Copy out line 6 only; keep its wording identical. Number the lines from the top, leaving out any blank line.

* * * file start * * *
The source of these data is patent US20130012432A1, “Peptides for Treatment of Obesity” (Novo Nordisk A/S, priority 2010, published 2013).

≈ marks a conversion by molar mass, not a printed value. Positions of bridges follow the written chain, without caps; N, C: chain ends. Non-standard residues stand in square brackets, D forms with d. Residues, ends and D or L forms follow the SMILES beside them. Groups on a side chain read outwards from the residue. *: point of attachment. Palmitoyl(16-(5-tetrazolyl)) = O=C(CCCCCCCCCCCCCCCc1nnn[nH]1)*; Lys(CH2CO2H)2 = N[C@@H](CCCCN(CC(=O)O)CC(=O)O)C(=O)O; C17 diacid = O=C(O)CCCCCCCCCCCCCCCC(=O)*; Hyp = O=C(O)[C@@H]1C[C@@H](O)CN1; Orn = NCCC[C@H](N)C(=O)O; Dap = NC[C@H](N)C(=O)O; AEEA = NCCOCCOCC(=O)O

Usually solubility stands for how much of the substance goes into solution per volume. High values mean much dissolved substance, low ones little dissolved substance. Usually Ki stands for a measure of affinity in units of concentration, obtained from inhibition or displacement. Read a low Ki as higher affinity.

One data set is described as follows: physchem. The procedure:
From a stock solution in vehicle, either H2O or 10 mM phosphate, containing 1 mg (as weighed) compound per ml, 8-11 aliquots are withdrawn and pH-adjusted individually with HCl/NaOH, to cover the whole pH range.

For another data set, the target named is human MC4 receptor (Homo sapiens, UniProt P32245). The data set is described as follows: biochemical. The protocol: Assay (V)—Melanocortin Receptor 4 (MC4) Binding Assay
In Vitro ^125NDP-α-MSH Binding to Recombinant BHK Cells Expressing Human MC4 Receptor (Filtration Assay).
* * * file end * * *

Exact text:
For another data set, the target named is human MC4 receptor (Homo sapiens, UniProt P32245). The data set is described as follows: biochemical. The protocol: Assay (V)—Melanocortin Receptor 4 (MC4) Binding Assay